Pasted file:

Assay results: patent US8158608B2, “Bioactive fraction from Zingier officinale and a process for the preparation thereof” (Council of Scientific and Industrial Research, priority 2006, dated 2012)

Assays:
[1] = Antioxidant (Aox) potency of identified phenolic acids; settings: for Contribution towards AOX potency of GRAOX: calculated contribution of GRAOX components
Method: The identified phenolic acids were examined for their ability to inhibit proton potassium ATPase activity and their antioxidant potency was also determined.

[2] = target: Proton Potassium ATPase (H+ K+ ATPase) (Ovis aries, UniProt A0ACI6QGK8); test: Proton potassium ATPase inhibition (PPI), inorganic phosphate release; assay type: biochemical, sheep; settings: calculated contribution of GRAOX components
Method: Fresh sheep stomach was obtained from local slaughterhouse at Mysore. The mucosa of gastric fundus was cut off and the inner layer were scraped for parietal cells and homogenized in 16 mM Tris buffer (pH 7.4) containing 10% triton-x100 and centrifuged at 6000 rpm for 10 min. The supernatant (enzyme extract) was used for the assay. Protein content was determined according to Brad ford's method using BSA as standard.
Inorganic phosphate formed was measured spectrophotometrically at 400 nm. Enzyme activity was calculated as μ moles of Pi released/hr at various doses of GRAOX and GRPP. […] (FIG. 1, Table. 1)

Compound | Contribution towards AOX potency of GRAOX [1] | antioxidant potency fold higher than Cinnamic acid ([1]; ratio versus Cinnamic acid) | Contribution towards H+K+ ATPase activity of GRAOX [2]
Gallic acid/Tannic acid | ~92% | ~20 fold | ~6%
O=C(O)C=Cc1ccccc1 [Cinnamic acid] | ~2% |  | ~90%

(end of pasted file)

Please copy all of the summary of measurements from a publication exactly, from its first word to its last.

Assay results: patent US8158608B2, “Bioactive fraction from Zingier officinale and a process for the preparation thereof” (Council of Scientific and Industrial Research, priority 2006, dated 2012)

Assays:
[1] = Antioxidant (Aox) potency of identified phenolic acids; settings: for Contribution towards AOX potency of GRAOX: calculated contribution of GRAOX components
Method: The identified phenolic acids were examined for their ability to inhibit proton potassium ATPase activity and their antioxidant potency was also determined.

[2] = target: Proton Potassium ATPase (H+ K+ ATPase) (Ovis aries, UniProt A0ACI6QGK8); test: Proton potassium ATPase inhibition (PPI), inorganic phosphate release; assay type: biochemical, sheep; settings: calculated contribution of GRAOX components
Method: Fresh sheep stomach was obtained from local slaughterhouse at Mysore. The mucosa of gastric fundus was cut off and the inner layer were scraped for parietal cells and homogenized in 16 mM Tris buffer (pH 7.4) containing 10% triton-x100 and centrifuged at 6000 rpm for 10 min. The supernatant (enzyme extract) was used for the assay. Protein content was determined according to Brad ford's method using BSA as standard.
Inorganic phosphate formed was measured spectrophotometrically at 400 nm. Enzyme activity was calculated as μ moles of Pi released/hr at various doses of GRAOX and GRPP. […] (FIG. 1, Table. 1)

Compound | Contribution towards AOX potency of GRAOX [1] | antioxidant potency fold higher than Cinnamic acid ([1]; ratio versus Cinnamic acid) | Contribution towards H+K+ ATPase activity of GRAOX [2]
Gallic acid/Tannic acid | ~92% | ~20 fold | ~6%
O=C(O)C=Cc1ccccc1 [Cinnamic acid] | ~2% |  | ~90%